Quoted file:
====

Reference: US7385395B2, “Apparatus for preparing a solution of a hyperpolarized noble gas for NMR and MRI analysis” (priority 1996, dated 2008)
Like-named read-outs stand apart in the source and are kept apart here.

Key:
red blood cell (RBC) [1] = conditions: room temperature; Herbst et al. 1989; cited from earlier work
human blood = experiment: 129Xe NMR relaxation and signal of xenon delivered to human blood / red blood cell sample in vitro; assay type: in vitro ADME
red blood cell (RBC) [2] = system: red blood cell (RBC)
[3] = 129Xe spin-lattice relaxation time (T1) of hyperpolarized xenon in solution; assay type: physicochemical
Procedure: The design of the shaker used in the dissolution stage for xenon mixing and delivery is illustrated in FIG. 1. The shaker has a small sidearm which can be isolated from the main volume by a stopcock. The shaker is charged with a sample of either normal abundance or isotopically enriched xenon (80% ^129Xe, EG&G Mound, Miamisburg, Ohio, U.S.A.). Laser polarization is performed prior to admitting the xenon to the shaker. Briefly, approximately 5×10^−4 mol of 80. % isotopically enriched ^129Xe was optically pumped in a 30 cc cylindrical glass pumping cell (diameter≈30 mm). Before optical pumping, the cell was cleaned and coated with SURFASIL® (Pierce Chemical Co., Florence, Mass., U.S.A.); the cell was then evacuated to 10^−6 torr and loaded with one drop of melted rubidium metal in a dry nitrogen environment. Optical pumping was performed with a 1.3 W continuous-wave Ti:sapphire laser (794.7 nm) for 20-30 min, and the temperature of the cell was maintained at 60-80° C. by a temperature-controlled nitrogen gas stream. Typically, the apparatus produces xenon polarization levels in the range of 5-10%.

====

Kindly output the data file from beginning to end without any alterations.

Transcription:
Reference: US7385395B2, “Apparatus for preparing a solution of a hyperpolarized noble gas for NMR and MRI analysis” (priority 1996, dated 2008)
Like-named read-outs stand apart in the source and are kept apart here.

Key:
red blood cell (RBC) [1] = conditions: room temperature; Herbst et al. 1989; cited from earlier work
human blood = experiment: 129Xe NMR relaxation and signal of xenon delivered to human blood / red blood cell sample in vitro; assay type: in vitro ADME
red blood cell (RBC) [2] = system: red blood cell (RBC)
[3] = 129Xe spin-lattice relaxation time (T1) of hyperpolarized xenon in solution; assay type: physicochemical
Procedure: The design of the shaker used in the dissolution stage for xenon mixing and delivery is illustrated in FIG. 1. The shaker has a small sidearm which can be isolated from the main volume by a stopcock. The shaker is charged with a sample of either normal abundance or isotopically enriched xenon (80% ^129Xe, EG&G Mound, Miamisburg, Ohio, U.S.A.). Laser polarization is performed prior to admitting the xenon to the shaker. Briefly, approximately 5×10^−4 mol of 80. % isotopically enriched ^129Xe was optically pumped in a 30 cc cylindrical glass pumping cell (diameter≈30 mm). Before optical pumping, the cell was cleaned and coated with SURFASIL® (Pierce Chemical Co., Florence, Mass., U.S.A.); the cell was then evacuated to 10^−6 torr and loaded with one drop of melted rubidium metal in a dry nitrogen environment. Optical pumping was performed with a 1.3 W continuous-wave Ti:sapphire laser (794.7 nm) for 20-30 min, and the temperature of the cell was maintained at 60-80° C. by a temperature-controlled nitrogen gas stream. Typically, the apparatus produces xenon polarization levels in the range of 5-10%.